archiv~1: [Fwd: Re: SETI Quantum Communications.]

[Fwd: Re: SETI Quantum Communications.]

Wayne Shanks ( )
Fri, 06 Nov 1998 22:05:47 -0500

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Date: Fri, 06 Nov 1998 20:10:19 -0500
From: Wayne Shanks <>
Organization: FrankenFurter
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Subject: Re: SETI Quantum Communications.
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> In a message dated 11/3/98 10:55:28 PM Eastern Standard Time,
> writes:
> > Quantum mechanics forbids you to be able to
> > send a message at FTL speeds.
> I respectfully disagree. There is a link between entwined particles. There
> seems to be a FTL connection between the particles.

There is the fine distingtion. They are "entangled" In a way, the two
particles are two aspects of a single entity, The wave function. The
(not so much mystery, but..) Sublime distinction that QM points out is
that there are aspects of QM objects that carry no clasical
information. In deed QM information theory is a new and promising
avenue of investigation. Information, order, and entropy have very
interesting implications.

I have had several QM courses....No Quantum field theory yet. QM is
indeed odd and counter intuitive. For alot of aspects your intuition
must spring from the mathematics.

I admit that I am by no means the best source for QM interpretations or

>There is also a FTL
> connection within a photon that passes through 2 slits at once.

connection does not mean communication....well maby ...My head hurts;-)

>Until someone
> can explain the mechanism of that link, we have no clue how to exploit it.

That is a fundamental debate in the field.... some would say that at a
basic ontological level, there is nothing to exploit.

> don't have that explanation yet, only a description of some of the properties
> of the particles, and proof of the link. I have not read anywhere of a law of
> quantum physics that states that that link is unexploitable.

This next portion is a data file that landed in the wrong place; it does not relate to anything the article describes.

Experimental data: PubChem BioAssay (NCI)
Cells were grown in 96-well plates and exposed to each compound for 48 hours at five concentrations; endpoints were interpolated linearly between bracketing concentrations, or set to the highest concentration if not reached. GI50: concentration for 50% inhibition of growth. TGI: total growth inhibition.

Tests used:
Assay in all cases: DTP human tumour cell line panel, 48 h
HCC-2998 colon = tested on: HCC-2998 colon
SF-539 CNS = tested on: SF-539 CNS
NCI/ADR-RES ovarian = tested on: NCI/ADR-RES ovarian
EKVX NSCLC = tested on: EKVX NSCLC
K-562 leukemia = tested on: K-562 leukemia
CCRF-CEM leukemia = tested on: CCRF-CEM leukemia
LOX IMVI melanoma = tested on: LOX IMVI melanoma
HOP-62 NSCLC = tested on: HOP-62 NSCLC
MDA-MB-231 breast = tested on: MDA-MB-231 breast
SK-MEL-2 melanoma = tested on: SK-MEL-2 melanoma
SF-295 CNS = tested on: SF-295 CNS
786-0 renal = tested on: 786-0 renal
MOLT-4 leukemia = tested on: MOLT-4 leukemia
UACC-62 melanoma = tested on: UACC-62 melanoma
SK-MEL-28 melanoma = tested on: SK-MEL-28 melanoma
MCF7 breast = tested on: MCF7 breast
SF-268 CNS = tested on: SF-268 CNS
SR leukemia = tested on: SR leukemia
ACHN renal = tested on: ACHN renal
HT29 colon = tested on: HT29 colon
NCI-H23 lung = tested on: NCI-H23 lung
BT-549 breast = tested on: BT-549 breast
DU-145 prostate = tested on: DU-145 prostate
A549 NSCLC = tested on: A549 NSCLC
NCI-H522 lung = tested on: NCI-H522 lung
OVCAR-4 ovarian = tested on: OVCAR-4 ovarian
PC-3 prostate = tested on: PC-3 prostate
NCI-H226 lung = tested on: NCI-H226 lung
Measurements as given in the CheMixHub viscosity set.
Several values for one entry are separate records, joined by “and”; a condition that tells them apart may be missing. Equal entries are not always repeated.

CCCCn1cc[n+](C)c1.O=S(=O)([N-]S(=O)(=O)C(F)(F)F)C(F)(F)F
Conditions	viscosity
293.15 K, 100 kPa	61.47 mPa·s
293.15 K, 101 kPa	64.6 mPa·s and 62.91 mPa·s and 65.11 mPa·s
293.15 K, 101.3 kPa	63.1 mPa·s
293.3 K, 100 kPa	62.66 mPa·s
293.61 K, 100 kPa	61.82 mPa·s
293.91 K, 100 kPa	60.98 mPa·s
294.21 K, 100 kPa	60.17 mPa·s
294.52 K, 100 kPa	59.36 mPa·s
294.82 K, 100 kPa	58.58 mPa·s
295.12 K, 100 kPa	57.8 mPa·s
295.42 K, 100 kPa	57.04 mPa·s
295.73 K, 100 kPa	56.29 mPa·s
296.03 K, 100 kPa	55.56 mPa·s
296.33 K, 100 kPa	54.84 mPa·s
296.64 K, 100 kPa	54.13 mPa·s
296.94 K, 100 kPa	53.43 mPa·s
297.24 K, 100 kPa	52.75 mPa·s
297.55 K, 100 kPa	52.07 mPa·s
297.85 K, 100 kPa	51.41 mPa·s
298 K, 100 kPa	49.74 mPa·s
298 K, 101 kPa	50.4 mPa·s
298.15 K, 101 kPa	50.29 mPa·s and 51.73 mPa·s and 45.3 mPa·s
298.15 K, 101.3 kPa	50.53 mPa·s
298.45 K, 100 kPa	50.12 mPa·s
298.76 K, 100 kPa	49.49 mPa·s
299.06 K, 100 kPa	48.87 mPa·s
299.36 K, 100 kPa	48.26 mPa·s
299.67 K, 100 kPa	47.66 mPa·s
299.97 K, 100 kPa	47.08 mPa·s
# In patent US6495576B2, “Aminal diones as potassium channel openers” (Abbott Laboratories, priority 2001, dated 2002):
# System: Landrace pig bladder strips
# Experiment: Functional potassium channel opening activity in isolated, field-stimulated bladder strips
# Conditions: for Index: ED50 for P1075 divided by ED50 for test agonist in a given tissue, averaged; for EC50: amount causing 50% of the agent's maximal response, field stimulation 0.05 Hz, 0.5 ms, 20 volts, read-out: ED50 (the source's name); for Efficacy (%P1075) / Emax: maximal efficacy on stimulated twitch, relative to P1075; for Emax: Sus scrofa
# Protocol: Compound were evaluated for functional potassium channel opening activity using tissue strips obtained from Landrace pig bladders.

Say we have two devices separated by some distance X. connecting the
devices is a beam of entangled particles to the end that there can be
FTL communication between the two points. In the rest frame of the
system we have an event at the first device "A". This event (a light
flash) is communicated instantaneously to point "B" which causes a flash
at boint B. point B transmits a FTL signal back to point A that
inhibits any further flashes at point A. In this system we can say the
event A causes event B and event B turns off the whole process.

An observer in the rest frame of the devices will observe that the
events(the light flashes) were similutaneous.

The relation t^2 -x^2 is invarient for any shift to a moving frame of

In the rest frame the time between flashes is zero and the distance is X

Now go to a moving frame with respect to the devices moving past the
devices at speed V.

In the moving frame the distance between the devices is (1/gama)X ,
where gama is 1/Sqrt[1-V^2/c^2]. so in the moving frame X'=(1/gama)X .
Note that X' is smaller than X.

The invarient Lorentz scalar in this frame is

t'^2 - x'^2

setting the two scalars equal (which they must be)

t'^2 - x'^2=t^2 - x^2

t=0 ,X'=(1/gama)x

t'^2 - (1/gama^2)x^2= - x^2

for this to be true for the moving observer, she must see the two
flashes as non simultaneous (t' not equal to zero). Since the link is
instantaneous there can be no causal relationship between the two
flashes if they are sepparated in time. Indeed you can move to a frame
where device B flash first, then device A flash, but we set this
experiment up so that there can be no flash after the B flash. So
either a moving observer sees only one flash (which is different from
the rest frame observer) or she must conclude that the laws of physics
have changed for her simply because she is moving with respect to the
experiment.(a no no).

Either way the moving an rest frame observer can't agree on what
happened in the experiment. The can't even agree ao what the experiment

All this ...because of instantaneous communication....

In fact, we don't
> have a clue as to what that link consists of. At least I don't.
> Do you? If you do, then let me know where I can get the info. I have always
> wanted to study up on quantum chromodynamics. BTW, there is a nice article on
> glueballs in the last Scientific American.

Interesting.... I will have to read this.

Did you read the article on zero interaction measurements a few year
back....Man that is creapy....But it is not FTL communication.

Wayne S